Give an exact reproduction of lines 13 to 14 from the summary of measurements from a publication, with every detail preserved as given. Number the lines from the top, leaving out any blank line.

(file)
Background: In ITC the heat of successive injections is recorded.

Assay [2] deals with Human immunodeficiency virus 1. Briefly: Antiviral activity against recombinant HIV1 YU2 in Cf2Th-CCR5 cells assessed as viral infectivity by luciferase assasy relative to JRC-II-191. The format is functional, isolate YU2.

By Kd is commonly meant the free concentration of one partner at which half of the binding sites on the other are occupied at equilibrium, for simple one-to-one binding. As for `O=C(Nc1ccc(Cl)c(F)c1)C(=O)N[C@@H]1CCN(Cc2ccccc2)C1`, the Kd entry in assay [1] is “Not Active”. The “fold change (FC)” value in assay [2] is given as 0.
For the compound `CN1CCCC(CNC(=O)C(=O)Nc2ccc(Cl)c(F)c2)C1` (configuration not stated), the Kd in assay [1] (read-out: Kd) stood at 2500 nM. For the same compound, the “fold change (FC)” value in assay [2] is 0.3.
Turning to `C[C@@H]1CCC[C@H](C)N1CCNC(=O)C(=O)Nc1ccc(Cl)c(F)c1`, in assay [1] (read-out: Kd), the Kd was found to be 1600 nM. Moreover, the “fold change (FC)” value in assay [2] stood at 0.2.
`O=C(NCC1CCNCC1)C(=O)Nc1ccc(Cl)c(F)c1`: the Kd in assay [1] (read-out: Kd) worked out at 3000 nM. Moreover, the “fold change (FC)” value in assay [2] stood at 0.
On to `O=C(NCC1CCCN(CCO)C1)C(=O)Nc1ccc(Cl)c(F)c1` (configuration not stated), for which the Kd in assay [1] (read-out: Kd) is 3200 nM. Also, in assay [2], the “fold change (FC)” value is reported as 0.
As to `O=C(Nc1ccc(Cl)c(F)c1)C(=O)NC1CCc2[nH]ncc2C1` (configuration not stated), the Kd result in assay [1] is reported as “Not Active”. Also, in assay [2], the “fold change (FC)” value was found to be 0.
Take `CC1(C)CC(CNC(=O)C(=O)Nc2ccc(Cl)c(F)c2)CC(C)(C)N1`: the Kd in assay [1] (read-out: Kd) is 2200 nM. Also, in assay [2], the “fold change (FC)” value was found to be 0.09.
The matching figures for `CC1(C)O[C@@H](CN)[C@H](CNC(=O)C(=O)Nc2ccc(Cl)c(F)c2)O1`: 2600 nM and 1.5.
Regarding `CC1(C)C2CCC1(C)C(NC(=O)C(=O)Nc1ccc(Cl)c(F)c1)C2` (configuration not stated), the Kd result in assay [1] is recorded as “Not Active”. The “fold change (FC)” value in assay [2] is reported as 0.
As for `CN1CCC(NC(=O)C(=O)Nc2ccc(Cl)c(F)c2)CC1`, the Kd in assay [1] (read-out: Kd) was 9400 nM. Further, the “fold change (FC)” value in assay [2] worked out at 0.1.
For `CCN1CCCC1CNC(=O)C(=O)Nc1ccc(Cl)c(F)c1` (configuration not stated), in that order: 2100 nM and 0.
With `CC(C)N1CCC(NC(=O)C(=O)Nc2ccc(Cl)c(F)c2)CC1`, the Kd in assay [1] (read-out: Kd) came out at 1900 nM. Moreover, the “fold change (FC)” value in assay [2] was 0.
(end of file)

For `CCN1CCCC1CNC(=O)C(=O)Nc1ccc(Cl)c(F)c1` (configuration not stated), in that order: 2100 nM and 0.
With `CC(C)N1CCC(NC(=O)C(=O)Nc2ccc(Cl)c(F)c2)CC1`, the Kd in assay [1] (read-out: Kd) came out at 1900 nM. Moreover, the “fold change (FC)” value in assay [2] was 0.